U study: Mind alone can control a robotic arm
University of Minnesota scientists have made a major breakthrough that allows people to control a robotic arm using only their minds. The research has the potential to help millions of people who are paralyzed or have neurodegenerative diseases.
“This is the first time in the world that people can operate a robotic arm to reach and grasp objects in a complex 3-D environment using only their thoughts, without a brain implant,” says Bin He, Ph.D., director of the U’s Institute for Engineering in Medicine and the study’s lead researcher. “Just by imagining moving their arms, they were able to move the robotic arm.”
The noninvasive technique, called electroencephalography-based brain-computer interface, records weak electrical activity of the subjects’ brains through a specialized, high-tech cap fitted with 64 electrodes that convert the “thoughts” into action by advanced signal processing and machine learning.
The brain-computer interface technology works because of the geography of the motor cortex — the area of the brain’s cerebrum that governs movement. When humans move, or think about a movement, neurons in the motor cortex produce tiny electric currents. Thinking about a different movement activates a new assortment of neurons.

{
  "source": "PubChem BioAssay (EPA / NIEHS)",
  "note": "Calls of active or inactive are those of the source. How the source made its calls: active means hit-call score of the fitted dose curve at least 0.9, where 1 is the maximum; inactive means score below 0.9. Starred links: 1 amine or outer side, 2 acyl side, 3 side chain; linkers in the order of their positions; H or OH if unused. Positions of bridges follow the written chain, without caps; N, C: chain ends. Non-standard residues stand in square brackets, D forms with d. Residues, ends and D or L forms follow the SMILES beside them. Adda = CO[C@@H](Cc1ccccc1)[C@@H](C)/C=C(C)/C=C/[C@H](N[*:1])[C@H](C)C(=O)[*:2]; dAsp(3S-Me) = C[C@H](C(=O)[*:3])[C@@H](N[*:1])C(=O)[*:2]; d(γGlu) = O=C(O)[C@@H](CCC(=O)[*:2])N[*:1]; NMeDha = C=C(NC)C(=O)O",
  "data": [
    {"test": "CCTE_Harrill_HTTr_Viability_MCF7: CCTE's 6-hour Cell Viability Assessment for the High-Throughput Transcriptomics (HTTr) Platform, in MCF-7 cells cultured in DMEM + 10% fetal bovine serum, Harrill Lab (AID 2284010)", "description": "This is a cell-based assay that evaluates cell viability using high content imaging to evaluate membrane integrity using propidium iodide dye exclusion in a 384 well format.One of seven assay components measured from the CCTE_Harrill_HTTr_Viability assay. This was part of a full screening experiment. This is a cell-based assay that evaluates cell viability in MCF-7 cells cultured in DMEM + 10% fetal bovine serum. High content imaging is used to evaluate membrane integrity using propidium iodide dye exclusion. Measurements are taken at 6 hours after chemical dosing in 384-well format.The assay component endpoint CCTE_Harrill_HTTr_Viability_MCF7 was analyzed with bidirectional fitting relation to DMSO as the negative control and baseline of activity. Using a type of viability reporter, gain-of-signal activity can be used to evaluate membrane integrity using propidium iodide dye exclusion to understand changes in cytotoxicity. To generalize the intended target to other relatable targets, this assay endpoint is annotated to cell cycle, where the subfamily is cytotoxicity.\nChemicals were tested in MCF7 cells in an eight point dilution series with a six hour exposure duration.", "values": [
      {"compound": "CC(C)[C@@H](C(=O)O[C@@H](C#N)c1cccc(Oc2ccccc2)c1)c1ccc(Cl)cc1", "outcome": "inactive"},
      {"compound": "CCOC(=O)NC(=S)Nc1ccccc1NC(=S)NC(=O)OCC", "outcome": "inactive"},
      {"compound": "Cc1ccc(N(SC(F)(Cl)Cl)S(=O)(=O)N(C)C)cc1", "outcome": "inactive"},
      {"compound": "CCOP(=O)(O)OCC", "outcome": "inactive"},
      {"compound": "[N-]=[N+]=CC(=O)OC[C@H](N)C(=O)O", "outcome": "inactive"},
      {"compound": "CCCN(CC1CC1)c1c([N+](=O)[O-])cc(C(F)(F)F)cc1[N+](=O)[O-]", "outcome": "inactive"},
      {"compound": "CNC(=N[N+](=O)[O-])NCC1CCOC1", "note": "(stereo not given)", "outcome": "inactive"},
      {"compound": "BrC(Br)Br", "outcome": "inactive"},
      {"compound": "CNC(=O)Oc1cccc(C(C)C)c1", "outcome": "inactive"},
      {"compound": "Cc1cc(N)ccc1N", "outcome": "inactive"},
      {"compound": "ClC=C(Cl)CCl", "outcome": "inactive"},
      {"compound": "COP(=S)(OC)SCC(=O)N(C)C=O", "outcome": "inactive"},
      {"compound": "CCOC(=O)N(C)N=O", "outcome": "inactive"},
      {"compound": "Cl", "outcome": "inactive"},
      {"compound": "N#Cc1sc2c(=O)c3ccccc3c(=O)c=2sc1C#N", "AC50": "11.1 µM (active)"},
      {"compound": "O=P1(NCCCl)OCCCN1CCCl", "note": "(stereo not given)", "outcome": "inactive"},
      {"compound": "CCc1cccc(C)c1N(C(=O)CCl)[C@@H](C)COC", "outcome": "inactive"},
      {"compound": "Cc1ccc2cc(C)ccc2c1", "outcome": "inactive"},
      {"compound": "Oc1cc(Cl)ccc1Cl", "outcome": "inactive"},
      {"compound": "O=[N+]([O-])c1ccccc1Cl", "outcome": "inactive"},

He anticipates the next step of his research will be to develop the technology further by creating a brain-controlled robotic prosthetic limb attached to a person’s body and to examine how this technology could work for people who have had a stroke or are paralyzed.
The study was published in December in Scientific Reports, a Nature research journal. It was supported by several federal grants and the University’s state-funded MnDRIVE Initiative.